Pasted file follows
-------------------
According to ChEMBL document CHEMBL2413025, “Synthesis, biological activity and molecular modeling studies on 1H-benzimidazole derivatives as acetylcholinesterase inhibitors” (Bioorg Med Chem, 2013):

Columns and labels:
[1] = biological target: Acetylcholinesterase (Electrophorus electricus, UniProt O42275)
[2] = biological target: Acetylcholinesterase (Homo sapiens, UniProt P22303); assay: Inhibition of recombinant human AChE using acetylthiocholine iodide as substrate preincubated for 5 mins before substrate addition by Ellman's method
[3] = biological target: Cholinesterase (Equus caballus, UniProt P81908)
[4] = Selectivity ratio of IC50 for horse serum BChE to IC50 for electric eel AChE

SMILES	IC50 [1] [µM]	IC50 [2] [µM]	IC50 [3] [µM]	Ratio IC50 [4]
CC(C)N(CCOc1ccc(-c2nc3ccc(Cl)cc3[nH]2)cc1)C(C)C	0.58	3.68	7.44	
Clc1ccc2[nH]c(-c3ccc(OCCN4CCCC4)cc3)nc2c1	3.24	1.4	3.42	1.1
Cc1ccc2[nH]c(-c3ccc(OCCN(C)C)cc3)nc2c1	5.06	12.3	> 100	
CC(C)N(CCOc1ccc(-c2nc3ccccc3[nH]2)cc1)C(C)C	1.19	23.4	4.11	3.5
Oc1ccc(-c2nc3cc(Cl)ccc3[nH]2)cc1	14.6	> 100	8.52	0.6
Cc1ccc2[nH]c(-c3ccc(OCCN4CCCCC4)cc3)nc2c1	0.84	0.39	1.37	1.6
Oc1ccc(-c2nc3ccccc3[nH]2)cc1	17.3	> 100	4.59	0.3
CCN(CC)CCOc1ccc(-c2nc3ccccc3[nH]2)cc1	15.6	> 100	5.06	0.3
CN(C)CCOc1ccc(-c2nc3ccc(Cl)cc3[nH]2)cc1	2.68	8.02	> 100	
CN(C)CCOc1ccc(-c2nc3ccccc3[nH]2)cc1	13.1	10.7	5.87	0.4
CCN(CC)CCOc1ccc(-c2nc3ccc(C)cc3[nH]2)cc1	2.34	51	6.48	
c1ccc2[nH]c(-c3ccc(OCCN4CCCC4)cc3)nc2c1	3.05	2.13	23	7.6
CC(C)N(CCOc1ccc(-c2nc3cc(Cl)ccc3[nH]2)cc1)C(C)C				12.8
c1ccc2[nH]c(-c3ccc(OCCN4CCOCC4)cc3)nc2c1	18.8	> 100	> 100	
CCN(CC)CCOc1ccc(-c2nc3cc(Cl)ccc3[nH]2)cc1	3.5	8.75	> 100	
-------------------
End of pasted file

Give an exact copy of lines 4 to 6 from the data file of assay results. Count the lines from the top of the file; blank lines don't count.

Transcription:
[2] = biological target: Acetylcholinesterase (Homo sapiens, UniProt P22303); assay: Inhibition of recombinant human AChE using acetylthiocholine iodide as substrate preincubated for 5 mins before substrate addition by Ellman's method
[3] = biological target: Cholinesterase (Equus caballus, UniProt P81908)
[4] = Selectivity ratio of IC50 for horse serum BChE to IC50 for electric eel AChE